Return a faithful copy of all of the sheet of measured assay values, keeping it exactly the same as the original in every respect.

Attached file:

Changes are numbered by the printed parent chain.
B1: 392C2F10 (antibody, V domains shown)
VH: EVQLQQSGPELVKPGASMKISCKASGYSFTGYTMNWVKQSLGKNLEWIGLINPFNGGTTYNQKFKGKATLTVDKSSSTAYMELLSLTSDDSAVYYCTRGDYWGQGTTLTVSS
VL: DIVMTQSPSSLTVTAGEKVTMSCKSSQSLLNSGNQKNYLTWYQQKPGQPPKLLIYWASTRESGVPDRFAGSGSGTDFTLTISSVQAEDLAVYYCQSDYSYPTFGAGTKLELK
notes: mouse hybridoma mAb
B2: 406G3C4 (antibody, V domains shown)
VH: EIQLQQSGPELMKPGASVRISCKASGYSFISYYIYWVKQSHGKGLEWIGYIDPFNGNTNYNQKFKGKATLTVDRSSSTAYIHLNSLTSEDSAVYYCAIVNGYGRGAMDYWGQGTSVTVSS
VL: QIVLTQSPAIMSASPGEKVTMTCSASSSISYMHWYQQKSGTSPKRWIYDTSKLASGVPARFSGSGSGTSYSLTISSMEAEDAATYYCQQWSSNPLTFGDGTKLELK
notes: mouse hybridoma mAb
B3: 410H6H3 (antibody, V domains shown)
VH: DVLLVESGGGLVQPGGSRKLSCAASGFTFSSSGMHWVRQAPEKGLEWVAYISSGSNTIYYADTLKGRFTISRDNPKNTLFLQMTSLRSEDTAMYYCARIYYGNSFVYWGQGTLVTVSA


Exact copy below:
Changes are numbered by the printed parent chain.
B1: 392C2F10 (antibody, V domains shown)
VH: EVQLQQSGPELVKPGASMKISCKASGYSFTGYTMNWVKQSLGKNLEWIGLINPFNGGTTYNQKFKGKATLTVDKSSSTAYMELLSLTSDDSAVYYCTRGDYWGQGTTLTVSS
VL: DIVMTQSPSSLTVTAGEKVTMSCKSSQSLLNSGNQKNYLTWYQQKPGQPPKLLIYWASTRESGVPDRFAGSGSGTDFTLTISSVQAEDLAVYYCQSDYSYPTFGAGTKLELK
notes: mouse hybridoma mAb
B2: 406G3C4 (antibody, V domains shown)
VH: EIQLQQSGPELMKPGASVRISCKASGYSFISYYIYWVKQSHGKGLEWIGYIDPFNGNTNYNQKFKGKATLTVDRSSSTAYIHLNSLTSEDSAVYYCAIVNGYGRGAMDYWGQGTSVTVSS
VL: QIVLTQSPAIMSASPGEKVTMTCSASSSISYMHWYQQKSGTSPKRWIYDTSKLASGVPARFSGSGSGTSYSLTISSMEAEDAATYYCQQWSSNPLTFGDGTKLELK
notes: mouse hybridoma mAb
B3: 410H6H3 (antibody, V domains shown)
VH: DVLLVESGGGLVQPGGSRKLSCAASGFTFSSSGMHWVRQAPEKGLEWVAYISSGSNTIYYADTLKGRFTISRDNPKNTLFLQMTSLRSEDTAMYYCARIYYGNSFVYWGQGTLVTVSA